Archive for February, 2010

Hi everyone:

It’s now Monday February 15 and Canada is on top of the world today. Once again, the Winter Olympics are on home soil, this time out in Vancouver. Ever since the Games were awarded to the city in July 2003 the excitement has been mounting.  In fact, some cynics might say that all this has been so hyped that it might just be a relief when the Olympics are over. For the past year, and especially within the past six months, you really couldn’t go anywhere in Canada without knowing the Games were coming. It was everywhere. Sure, it would be easy to become cynical, jaded, or just not “buy into” the whole Olympic experience. But how often does your country get to host an Olympic Games? Especially when it’s been 22 years since Calgary, the last time the Games came to our shores.

For many Canadians, including yours truly, my first real involvement was with the Torch relay. It was a great idea that the Vancouver organizing committee wanted to have a relay that would take the Olympic Flame to every corner of our country.

The Flame arrived in Hamilton just after 6:00 p.m. on Saturday December 19, and I got to see it about as close up as anyone. I stood at the corner of King and Bay Streets in downtown Hamilton, and as I watched the Flame come along King Street, over the Queen Street hill and down the slight incline to us at Bay Street, I couldn’t help but think of my aunt Hazel.

One of my father’s sisters, Hazel lived in Calgary, and participated in the 1988 Torch Relay. In fact, her turn with the Flame was in downtown Calgary just a few hours before the Opening ceremonies. She passed away in 2008, so when I saw the Flame coming towards me, I offered a silent prayer in her memory.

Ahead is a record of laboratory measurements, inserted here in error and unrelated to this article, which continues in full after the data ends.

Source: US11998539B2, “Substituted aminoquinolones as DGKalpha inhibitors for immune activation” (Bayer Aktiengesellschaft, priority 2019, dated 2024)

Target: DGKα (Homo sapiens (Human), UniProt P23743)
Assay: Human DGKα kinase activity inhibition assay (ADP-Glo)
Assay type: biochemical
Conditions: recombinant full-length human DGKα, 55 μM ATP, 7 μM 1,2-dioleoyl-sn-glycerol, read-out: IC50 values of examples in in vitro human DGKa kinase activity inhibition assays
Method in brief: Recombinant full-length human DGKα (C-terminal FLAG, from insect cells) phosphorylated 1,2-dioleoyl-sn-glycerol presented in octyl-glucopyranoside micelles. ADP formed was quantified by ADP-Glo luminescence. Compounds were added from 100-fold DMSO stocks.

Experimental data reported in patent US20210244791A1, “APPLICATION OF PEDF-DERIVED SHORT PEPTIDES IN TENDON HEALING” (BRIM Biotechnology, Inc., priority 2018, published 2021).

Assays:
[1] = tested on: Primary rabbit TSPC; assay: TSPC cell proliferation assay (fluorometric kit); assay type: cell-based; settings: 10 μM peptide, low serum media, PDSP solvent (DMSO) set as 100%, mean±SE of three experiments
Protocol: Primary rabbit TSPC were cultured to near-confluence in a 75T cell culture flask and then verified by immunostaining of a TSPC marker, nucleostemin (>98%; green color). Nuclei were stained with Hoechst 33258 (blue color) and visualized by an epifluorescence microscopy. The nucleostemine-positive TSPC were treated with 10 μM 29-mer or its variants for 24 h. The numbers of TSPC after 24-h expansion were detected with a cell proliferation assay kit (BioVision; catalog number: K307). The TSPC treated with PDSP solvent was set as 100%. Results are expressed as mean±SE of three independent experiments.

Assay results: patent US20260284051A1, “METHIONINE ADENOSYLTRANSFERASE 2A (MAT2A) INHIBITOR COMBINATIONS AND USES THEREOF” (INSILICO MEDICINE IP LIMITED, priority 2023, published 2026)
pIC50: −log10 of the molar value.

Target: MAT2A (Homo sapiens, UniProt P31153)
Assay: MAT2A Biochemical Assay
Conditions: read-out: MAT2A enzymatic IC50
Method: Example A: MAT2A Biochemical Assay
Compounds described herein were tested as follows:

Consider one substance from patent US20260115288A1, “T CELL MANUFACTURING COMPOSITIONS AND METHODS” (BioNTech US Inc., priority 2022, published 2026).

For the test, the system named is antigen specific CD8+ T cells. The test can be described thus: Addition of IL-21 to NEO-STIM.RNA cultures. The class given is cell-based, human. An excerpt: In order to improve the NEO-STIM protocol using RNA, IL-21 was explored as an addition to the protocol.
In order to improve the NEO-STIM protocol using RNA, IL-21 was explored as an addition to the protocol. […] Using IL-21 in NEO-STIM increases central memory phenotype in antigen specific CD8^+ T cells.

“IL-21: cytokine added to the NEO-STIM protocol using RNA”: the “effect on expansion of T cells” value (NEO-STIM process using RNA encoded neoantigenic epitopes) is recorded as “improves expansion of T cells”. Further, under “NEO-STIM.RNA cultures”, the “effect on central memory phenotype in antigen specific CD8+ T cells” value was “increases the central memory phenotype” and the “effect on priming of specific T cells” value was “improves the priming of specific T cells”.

As luck would have it, one of the “exchanges” (when one runner handed the Flame to the next) took place right in front of me. I was only a few yards away – close enough that if I had the appropriate device with me, I could have lit my own “torch” from the Flame itself. It only took a moment, and then the next runner was on their way. Like all the others, they did their 300 metre stretch before passing it off to the next one.

I stayed with the Flame during much of its run through downtown Hamilton, but decided not to attend the celebration party at Dundurn Castle. Instead, I watched the party live on our local cable system.

The next morning, Sunday December 20, the Flame started its journey again outside Hamilton City Hall. I joined a few hundred people to see it off and even though it was a wee bit chilly outside (which you expect for a Sunday morning in mid December), our spirits were warm.

I stood just beside the truck that also housed the Webcam that allowed people across Canada and the world to watch the Flame’s progress via the Torch Relay section of http://www.ctvolympics.ca I got talking with the guys running the Webcam – one of them had noticed my Hockey Night in Canda tuque and wanted to know if the Leafs had won the night before.

It led to a fun conversation and while I was not allowed to actually enter the truck and see the equipment, they showed me as much as they could from where I was standing. It was fascinating to take a behind-the-scenes look at the technology, and gave me a fresh understanding of how all of us could participate in the Torch Relay, if only by watching online.

Just after 7:15, the first runner of the day emerged from a small van that contained the first group that would carry the Flame through Hamilton. As one might expect, she was very excited – jumping up and down, screaming and shouting.  Now of course, one might argue that another reason she was doing all this was simply to keep warm on a cold winter’s morning. But I will let you be the judge of that one 🙂